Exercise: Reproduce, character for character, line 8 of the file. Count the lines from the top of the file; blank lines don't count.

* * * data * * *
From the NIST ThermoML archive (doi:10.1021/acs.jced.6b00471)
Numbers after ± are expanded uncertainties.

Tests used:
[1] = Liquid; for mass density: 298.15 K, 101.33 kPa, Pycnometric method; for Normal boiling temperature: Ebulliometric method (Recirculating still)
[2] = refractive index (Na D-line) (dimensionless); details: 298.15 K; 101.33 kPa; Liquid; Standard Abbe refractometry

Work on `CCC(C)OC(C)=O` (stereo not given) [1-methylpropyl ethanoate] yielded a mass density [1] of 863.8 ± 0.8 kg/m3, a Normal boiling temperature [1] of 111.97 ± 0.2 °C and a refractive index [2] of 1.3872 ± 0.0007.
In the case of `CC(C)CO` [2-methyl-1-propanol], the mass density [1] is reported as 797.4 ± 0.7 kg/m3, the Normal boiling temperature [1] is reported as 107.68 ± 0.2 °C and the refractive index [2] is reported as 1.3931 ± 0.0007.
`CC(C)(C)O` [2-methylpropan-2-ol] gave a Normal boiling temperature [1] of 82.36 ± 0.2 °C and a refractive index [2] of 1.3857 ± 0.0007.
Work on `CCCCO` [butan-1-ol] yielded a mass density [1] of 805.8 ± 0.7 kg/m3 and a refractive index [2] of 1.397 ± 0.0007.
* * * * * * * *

`CC(C)(C)O` [2-methylpropan-2-ol] gave a Normal boiling temperature [1] of 82.36 ± 0.2 °C and a refractive index [2] of 1.3857 ± 0.0007.